But you may also know it by the name Belgian endive, French endive, witloof, chicory, and witloof chicory.
This slightly pungent leaf vegetable that is often added raw to winter salads or braised and served with a white sauce is fresh harvested from autumn through spring.
Endive is not wholly a gift of nature but also part human invention.
In about 1850, an observant farmer near Brussels noticed that wild chicory roots grew elongated when grown in both warmth and dark. A Belgian botanist later improved upon this observation to develop a cultivation process that produced the modern shoot-like chicory called endive.
There is no getting around the confusing nomenclature of this vegetable.
The simplest thing to say is that white endive starts life as wild chicory so the names endive and chicory have been used interchangeably.
Wild chicory—which looks something like dandelion–begins its transformation into endive in the autumn when its green leaves are trimmed away and the roots are replanted in the dark so that the leaves that re-grow are blanched white. But as the new leaves grow, they are forced to grow both vertical and compact as the new growth is mounded with soil, sand, or sawdust and essentially trained as a shoot.
In several weeks, the new growth measures from 4 to 8 inches (10-20 cm) in length and 2 inches (5 cm) in diameter, and the dark green leaves and bitter taste of wild chicory are transformed into the white-leaved and mild-flavored endive.
Because wild chicory first became white endive in Belgium, it is sometimes called Belgian endive.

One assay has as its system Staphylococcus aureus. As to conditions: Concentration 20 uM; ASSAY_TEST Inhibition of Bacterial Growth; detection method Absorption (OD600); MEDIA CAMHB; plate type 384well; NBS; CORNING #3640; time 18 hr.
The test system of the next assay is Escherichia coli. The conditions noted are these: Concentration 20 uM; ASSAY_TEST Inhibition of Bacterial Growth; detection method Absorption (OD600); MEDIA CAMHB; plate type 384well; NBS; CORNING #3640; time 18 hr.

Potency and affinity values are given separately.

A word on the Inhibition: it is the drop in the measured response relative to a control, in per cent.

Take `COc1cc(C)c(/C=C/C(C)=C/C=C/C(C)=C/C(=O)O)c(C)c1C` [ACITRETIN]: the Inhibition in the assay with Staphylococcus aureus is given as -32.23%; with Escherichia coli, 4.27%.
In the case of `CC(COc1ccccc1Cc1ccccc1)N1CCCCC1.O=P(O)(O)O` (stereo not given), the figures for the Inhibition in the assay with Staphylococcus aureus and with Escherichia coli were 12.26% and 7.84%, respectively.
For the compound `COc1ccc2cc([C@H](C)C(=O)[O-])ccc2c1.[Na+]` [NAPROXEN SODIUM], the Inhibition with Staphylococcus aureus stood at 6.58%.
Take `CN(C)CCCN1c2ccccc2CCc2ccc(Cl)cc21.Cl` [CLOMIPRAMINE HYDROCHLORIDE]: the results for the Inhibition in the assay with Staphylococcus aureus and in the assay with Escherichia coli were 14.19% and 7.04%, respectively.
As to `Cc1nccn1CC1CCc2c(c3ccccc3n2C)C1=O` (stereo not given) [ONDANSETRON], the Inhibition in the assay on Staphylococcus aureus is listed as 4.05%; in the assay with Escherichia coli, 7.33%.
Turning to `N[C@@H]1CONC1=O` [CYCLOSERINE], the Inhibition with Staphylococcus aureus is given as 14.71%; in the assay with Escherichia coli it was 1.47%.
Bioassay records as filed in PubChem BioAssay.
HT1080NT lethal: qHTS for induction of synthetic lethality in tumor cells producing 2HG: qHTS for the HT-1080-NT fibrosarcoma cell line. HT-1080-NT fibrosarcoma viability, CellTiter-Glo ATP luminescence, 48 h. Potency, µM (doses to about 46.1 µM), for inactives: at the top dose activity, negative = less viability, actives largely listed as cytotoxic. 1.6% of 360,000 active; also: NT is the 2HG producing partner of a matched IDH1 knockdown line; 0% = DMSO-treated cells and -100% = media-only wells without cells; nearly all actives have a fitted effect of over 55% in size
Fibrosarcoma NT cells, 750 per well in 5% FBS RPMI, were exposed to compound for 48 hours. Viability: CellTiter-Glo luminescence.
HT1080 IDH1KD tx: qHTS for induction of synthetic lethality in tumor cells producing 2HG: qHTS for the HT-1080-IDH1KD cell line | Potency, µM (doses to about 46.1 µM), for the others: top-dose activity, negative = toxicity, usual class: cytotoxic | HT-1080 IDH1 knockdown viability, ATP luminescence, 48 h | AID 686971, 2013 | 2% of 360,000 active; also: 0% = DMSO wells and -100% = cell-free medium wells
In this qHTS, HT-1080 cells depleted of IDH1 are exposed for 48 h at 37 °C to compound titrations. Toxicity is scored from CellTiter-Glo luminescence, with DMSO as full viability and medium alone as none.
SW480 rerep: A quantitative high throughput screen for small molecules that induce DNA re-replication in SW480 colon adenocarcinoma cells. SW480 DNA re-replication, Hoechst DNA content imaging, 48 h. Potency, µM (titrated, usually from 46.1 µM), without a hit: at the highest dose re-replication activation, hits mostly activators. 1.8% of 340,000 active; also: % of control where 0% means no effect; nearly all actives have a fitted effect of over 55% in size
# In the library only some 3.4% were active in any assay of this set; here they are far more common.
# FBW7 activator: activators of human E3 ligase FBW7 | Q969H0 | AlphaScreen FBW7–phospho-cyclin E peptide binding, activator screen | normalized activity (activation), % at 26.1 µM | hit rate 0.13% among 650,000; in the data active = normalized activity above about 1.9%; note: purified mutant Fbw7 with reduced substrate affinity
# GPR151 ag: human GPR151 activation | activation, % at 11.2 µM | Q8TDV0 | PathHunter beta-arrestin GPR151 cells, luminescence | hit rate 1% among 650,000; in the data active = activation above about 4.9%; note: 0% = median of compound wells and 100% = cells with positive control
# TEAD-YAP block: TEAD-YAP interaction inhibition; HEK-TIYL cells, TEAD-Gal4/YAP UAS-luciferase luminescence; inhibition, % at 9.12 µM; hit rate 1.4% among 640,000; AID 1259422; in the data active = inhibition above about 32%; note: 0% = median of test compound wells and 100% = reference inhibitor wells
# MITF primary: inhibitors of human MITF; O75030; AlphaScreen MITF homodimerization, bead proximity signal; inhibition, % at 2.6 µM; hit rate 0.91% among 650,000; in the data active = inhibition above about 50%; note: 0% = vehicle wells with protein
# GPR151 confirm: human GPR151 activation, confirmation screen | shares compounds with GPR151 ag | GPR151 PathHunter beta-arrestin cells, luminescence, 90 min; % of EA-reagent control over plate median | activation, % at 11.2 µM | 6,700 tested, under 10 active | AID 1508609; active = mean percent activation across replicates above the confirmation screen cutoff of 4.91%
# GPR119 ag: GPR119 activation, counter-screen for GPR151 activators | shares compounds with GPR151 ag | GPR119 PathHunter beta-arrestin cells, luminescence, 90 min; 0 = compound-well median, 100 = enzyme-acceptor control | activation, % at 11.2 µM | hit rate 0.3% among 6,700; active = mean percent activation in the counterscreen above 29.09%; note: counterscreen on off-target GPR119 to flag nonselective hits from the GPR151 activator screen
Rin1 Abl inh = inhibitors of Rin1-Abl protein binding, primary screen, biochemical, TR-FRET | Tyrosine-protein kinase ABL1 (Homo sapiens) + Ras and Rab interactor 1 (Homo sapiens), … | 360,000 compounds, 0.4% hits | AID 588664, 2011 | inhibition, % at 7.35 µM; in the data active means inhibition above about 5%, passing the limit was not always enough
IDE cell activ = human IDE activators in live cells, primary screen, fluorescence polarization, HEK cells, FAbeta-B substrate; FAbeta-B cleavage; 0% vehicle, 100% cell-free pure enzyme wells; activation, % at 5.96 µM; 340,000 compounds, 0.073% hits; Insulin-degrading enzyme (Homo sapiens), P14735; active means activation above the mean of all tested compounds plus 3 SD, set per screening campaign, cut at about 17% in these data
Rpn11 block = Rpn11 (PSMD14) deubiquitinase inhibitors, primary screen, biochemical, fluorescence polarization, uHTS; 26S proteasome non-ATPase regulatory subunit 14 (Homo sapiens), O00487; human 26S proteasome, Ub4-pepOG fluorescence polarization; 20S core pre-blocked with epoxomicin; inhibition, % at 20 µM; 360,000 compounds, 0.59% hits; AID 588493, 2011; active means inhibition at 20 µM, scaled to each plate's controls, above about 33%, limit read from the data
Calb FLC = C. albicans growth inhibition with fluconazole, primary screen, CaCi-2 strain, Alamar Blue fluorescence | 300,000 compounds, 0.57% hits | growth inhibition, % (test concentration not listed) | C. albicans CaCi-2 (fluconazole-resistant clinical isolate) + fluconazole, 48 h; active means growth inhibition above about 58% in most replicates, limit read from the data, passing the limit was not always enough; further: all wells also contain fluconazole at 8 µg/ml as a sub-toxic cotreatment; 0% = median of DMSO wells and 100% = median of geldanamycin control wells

Because this cultivated vegetable was first introduced to commerce at Les Halles—the famous produce market in Paris, it is sometimes called French endive.
And because this cultivated chicory has white leaves, it is sometimes called witloof, the Flemish word that means “white leaf”.
In recent years, a cross between Belgian endive and radicchio—red leafed chicory—has been marketed as California red endive.
Choose. Select endive spears that are tightly closed, smooth, shiny, and swollen. White endive will be slightly yellow tinged at the leaf edges. The leaves of red California endive will be deep red color.
Avoid endive spears that are open, wilted, or browning at the leaf tips.
Store. Wrap endive in a damp paper towel and place it in a plastic bag in the refrigerator. It will keep for up to 5 days.
Prepare. Before serving or cooking, wipe the outer leaves of the endive spear with a damp cloth. You don’t need to wash or soak the spear in water; it will make it more bitter tasting. Pull off and discard outer leaves; trim the base straight across; cut out about 1 inch of the cone-shaped core (it’s very bitter tasting), then quarter or halve the heads.
Serve. Serve endive raw or cooked.
- Combine endive raw in salads with other greens sprinkled with vinaigrette.
- Combine endive with beets, apples, pears, walnuts, blue cheese, and orange or grapefruit quarters for a winter salad. (Balance the bitterness with something sweet.)
- Braise or steam endive and serve with béchamel sauce or top with butter and season with herbs.
- Parboil endive then wrap each spear in ham, cover with cheese sauce, and bake.
- Braise whole or quartered white endive spears in a mixture of butter, chicken or veal stock, white wine and a little sugar.
Nutrition. Endive is an excellent source of folic acid, potassium and contains vitamin C.
The botanical name of endive is Cichorium intybus.